The Next-generation Mobile Networks Alliance (NGMN), made up primarily of global telecom operators, released a position statement on 6G, saying it will not require a hardware refresh of 5G radio access network (RAN) infrastructure. Instead, NGMN said operators should introduce 6G through software upgrades when possible. Operators are concerned about 6G as 5G has yet to spur significant sales or revenue-generating services as promised.
Nokia touts Dish as first user of new API platform
Nokia said Dish Network is the first operator to use its Network as Code platform, with five others planning to use it. The platform currently supports quality of service, network slicing, location, and device insights APIs. Nokia plans to add more and supports GSMA’s Open Gateway project for opening operator networks to developers.
GSMA says open APIs key to monetizing 5G
The GSMA’s Open Gateway initiative to create universal APIs now has support from 35 operators, representing 60% of subscribers. APIs allow third-party 5G applications. However, operators must expose network APIs for easy developer access. GSMA aims to simplify building apps across multiple networks.
Samsung, KDDI form 5G network slicing alliance
Samsung and KDDI signed a deal to launch 5G dynamic network slicing services globally. Samsung is also working with AMD to validate processors with Samsung vRAN software.
Boston station lights up 5G broadcast field trial
Boston’s WWOO-TV became the first U.S. station to test live 5G broadcasts, focused on HD TV and first responder smartphone apps. WWOO-TV has an experimental license for the proof-of-concept trial, part of a more extensive effort for a national 5G broadcast system using low-power UHF frequencies for downstream traffic.
AT&T makes progress with standalone 5G network
AT&T is migrating thousands of customers daily to its 5G standalone core, launched in late 2022. Its Internet Air fixed wireless access service rides the SA network. More services like connected cars will also use the SA network. AT&T is testing network slicing with various industries that need critical network access.
Verizon prioritizes control with 5G core, avoids public clouds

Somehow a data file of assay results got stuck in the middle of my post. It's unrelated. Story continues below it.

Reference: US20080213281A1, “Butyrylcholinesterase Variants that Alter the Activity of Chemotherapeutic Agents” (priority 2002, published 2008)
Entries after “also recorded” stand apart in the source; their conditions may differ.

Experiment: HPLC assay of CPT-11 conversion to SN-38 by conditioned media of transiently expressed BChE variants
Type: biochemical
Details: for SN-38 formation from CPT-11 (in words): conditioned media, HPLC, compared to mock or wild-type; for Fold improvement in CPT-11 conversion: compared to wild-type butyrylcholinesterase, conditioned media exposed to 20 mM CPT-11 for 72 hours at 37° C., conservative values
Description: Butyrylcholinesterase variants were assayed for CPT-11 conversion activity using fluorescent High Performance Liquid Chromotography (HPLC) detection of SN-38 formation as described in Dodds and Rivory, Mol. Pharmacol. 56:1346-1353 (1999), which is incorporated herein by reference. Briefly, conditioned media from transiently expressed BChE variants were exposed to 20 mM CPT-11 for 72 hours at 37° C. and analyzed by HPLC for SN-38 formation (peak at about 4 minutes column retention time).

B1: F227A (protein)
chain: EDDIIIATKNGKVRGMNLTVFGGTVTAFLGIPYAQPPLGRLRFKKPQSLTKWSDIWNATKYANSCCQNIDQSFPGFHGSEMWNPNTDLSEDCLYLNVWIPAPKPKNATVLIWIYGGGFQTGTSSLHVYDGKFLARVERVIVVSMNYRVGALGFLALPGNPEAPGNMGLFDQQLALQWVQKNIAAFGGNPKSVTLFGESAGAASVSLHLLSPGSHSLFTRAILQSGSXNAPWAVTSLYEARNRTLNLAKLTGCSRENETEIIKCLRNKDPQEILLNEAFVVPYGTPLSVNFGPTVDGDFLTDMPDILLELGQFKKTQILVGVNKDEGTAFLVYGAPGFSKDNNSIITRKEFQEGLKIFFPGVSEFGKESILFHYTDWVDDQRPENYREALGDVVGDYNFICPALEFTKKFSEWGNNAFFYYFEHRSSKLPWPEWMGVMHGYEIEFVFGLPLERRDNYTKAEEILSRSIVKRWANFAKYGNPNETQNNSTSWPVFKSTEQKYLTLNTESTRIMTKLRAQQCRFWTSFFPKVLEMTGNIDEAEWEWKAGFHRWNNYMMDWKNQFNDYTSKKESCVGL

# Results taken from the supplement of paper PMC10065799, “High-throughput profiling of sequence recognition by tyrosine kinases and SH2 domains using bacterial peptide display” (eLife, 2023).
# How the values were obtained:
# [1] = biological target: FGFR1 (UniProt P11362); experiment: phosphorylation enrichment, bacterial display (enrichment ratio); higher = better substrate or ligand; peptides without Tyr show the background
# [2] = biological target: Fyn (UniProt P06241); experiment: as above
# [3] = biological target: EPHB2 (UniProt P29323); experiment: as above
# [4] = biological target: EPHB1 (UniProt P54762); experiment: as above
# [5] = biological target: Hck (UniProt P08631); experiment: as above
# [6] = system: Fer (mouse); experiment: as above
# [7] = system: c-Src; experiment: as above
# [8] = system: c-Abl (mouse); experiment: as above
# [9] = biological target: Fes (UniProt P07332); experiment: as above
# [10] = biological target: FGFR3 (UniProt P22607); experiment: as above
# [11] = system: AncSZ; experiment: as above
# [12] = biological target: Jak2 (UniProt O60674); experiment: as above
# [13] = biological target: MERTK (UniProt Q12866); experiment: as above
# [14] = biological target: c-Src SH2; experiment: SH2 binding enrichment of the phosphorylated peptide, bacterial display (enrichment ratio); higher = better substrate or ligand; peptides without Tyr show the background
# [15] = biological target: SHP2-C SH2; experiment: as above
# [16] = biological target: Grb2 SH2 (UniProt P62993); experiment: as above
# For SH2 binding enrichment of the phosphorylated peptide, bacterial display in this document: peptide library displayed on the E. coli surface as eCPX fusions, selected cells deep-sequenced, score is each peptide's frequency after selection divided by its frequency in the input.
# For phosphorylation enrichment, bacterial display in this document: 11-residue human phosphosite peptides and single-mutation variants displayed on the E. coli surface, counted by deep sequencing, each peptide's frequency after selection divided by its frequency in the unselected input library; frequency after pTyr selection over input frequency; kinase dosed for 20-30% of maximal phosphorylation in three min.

Verizon wants to control its 5G core rather than shift to a public cloud like AT&T. Verizon is testing open RAN but hasn’t deployed it yet. Although moving customers to 5G standalone, Verizon isn’t rushing a nationwide rollout given the need for more compatible devices.
T-Mobile opens 5G network slicing beta nationwide
T-Mobile’s 5G standalone network enabled the opening of its network-slicing capabilities to developers nationwide. This follows a slicing beta for video calling apps. Any video-calling developer can join the beta via T-Mobile’s DevEdge program. The company plans to expand slicing to more use cases.
Verizon wheels a data center to the network edge
Verizon added a Mobile Onsite Network-as-a-Service (NaaS) unit serving as a data center on wheels, providing 5G, edge computing, security, and connectivity where needed. The first deployment is at Lockheed Martin in Waterton, Colorado, using the unit to test enterprise apps and devices on Verizon’s 5G standalone network.
CEO Paul Jacobs kicks off Globalstar’s private wireless roadshow
Globalstar’s new CEO, Paul Jacobs, said the company sees strong potential in private wireless networking leveraging its Band 53 spectrum available in 11 countries. Jacobs said Globalstar’s satellite service allows enterprise deployment similar to Wi-Fi versus complex cellular.
AT&T sees private wireless replacing DAS
An AT&T executive said private wireless may be better than distributed antenna systems (DAS) for in-building coverage at some venues. AT&T is working with private wireless developer InfiniG on CBRS networks. It also works closely with JMA Wireless, which provides DAS and private networking. Many companies can now deploy CBRS-based private networks, given device support.
Ericsson to launch Open RAN products in 2024
Ericsson plans to introduce open RAN products in 2024, starting with open fronthaul between radios and basebands next year. Some existing radios can be upgraded to support open fronthaul for use with other vendors’ equipment. This could negatively impact smaller open RAN vendors like Mavenir that operators view as higher risk.
NTT Docomo offers open RAN product set
Japan’s NTT Docomo is offering an open RAN product called OREX (Open RAN Ecosystem Experience) that works with multi-vendor gear. Docomo acts as an integrator, working with 13 OREX and 7 RU partners, including Red Hat, Qualcomm, and VMware.
Feds host RIC forum in 2024 to grow ecosystem